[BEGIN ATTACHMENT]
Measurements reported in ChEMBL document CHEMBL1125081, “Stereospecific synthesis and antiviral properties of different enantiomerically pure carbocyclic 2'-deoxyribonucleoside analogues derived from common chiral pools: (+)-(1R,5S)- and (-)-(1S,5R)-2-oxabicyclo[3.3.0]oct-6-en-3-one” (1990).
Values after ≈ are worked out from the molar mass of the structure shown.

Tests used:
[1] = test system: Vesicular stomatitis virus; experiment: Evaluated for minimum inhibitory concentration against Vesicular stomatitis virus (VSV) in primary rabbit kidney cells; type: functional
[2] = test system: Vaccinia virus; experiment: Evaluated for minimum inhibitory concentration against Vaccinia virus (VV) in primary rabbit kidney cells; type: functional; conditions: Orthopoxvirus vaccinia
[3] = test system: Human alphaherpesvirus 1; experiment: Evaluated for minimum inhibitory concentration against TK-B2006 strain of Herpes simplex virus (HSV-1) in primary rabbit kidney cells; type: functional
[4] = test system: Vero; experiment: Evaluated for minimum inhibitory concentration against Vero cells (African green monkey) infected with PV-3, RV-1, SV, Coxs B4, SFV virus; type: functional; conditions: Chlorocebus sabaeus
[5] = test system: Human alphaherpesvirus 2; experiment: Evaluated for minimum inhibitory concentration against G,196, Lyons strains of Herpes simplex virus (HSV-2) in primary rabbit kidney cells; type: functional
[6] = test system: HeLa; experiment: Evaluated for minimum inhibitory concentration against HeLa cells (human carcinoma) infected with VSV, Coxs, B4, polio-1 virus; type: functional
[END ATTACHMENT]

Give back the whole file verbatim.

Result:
Measurements reported in ChEMBL document CHEMBL1125081, “Stereospecific synthesis and antiviral properties of different enantiomerically pure carbocyclic 2'-deoxyribonucleoside analogues derived from common chiral pools: (+)-(1R,5S)- and (-)-(1S,5R)-2-oxabicyclo[3.3.0]oct-6-en-3-one” (1990).
Values after ≈ are worked out from the molar mass of the structure shown.

Tests used:
[1] = test system: Vesicular stomatitis virus; experiment: Evaluated for minimum inhibitory concentration against Vesicular stomatitis virus (VSV) in primary rabbit kidney cells; type: functional
[2] = test system: Vaccinia virus; experiment: Evaluated for minimum inhibitory concentration against Vaccinia virus (VV) in primary rabbit kidney cells; type: functional; conditions: Orthopoxvirus vaccinia
[3] = test system: Human alphaherpesvirus 1; experiment: Evaluated for minimum inhibitory concentration against TK-B2006 strain of Herpes simplex virus (HSV-1) in primary rabbit kidney cells; type: functional
[4] = test system: Vero; experiment: Evaluated for minimum inhibitory concentration against Vero cells (African green monkey) infected with PV-3, RV-1, SV, Coxs B4, SFV virus; type: functional; conditions: Chlorocebus sabaeus
[5] = test system: Human alphaherpesvirus 2; experiment: Evaluated for minimum inhibitory concentration against G,196, Lyons strains of Herpes simplex virus (HSV-2) in primary rabbit kidney cells; type: functional
[6] = test system: HeLa; experiment: Evaluated for minimum inhibitory concentration against HeLa cells (human carcinoma) infected with VSV, Coxs, B4, polio-1 virus; type: functional